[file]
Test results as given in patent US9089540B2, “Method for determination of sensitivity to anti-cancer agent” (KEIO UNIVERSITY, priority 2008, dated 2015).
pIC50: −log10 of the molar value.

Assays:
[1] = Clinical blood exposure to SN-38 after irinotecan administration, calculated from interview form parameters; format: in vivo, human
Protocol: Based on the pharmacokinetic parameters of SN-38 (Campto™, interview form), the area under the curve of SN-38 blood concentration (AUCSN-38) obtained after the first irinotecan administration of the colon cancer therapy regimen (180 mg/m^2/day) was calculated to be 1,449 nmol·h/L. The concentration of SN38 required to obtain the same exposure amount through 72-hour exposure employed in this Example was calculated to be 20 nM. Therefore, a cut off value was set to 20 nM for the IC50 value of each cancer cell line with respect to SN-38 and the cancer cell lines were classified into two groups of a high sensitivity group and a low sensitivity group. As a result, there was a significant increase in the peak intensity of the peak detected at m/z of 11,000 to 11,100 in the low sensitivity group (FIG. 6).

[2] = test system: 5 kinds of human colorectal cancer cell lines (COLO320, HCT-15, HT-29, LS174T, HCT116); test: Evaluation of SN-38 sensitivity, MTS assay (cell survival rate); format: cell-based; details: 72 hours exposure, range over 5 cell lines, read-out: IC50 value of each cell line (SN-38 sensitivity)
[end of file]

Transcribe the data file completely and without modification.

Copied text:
Test results as given in patent US9089540B2, “Method for determination of sensitivity to anti-cancer agent” (KEIO UNIVERSITY, priority 2008, dated 2015).
pIC50: −log10 of the molar value.

Assays:
[1] = Clinical blood exposure to SN-38 after irinotecan administration, calculated from interview form parameters; format: in vivo, human
Protocol: Based on the pharmacokinetic parameters of SN-38 (Campto™, interview form), the area under the curve of SN-38 blood concentration (AUCSN-38) obtained after the first irinotecan administration of the colon cancer therapy regimen (180 mg/m^2/day) was calculated to be 1,449 nmol·h/L. The concentration of SN38 required to obtain the same exposure amount through 72-hour exposure employed in this Example was calculated to be 20 nM. Therefore, a cut off value was set to 20 nM for the IC50 value of each cancer cell line with respect to SN-38 and the cancer cell lines were classified into two groups of a high sensitivity group and a low sensitivity group. As a result, there was a significant increase in the peak intensity of the peak detected at m/z of 11,000 to 11,100 in the low sensitivity group (FIG. 6).

[2] = test system: 5 kinds of human colorectal cancer cell lines (COLO320, HCT-15, HT-29, LS174T, HCT116); test: Evaluation of SN-38 sensitivity, MTS assay (cell survival rate); format: cell-based; details: 72 hours exposure, range over 5 cell lines, read-out: IC50 value of each cell line (SN-38 sensitivity)